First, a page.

Do you ever have this experience? You're driving in your car, walking, doing something outside your workspace, and you start thinking about your WIP. "There isn't enough indication of character," your brain says. "You have to go back and add more about motiviation." It's so obvious at that moment. Yup, that's exactly what the project lacks.

Then you get back to the computer and start reading, and you find that your brain was wrong. There's plenty of motivation, and aside from a word or two that clarifies the relationship between the subject and an object, you like it just fine.

Who's right? Your brain away from the screen or your brain in front of it?

I think we (well, I) have insecurities that surface at odd moments. (Classic one: "Did I unplug the iron before I left home this morning?") I don't think you'll ever get rid of such thoughts. When you're on task, you do your best work, you focus on putting it all together, and you build the best story you can. When you walk away, your mind starts doubting. It isn't as good as you thought. It's going to need a lot more work. Maybe even: it's terrible.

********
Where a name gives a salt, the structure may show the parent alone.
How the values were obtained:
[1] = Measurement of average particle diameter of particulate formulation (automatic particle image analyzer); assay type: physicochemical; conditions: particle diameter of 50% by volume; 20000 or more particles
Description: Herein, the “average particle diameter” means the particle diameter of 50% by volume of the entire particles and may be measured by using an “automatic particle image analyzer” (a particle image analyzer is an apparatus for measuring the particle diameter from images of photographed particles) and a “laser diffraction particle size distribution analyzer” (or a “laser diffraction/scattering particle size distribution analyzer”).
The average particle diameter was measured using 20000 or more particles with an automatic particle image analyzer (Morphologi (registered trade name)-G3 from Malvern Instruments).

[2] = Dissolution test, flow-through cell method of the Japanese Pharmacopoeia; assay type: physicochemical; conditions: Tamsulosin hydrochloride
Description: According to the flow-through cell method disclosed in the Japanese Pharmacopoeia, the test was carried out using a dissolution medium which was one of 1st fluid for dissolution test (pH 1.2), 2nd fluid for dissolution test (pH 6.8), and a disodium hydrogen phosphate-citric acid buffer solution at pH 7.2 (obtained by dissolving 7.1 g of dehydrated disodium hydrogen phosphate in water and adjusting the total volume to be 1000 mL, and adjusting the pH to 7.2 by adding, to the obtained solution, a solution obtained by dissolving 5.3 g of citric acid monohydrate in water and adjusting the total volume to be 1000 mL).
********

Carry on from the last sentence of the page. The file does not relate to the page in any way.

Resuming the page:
Rereading helps, especially rereading the whole piece to feel the flow and find the dead spots. Advice helps if you can get readers who care and who have some sense of what you're after.

But in the end, you have to tell those little mind-demons who whisper negativity in non-work hours to shut up. More times than not, they're just trying to scare you, and this business is scary enough without your own head adding to the problem.

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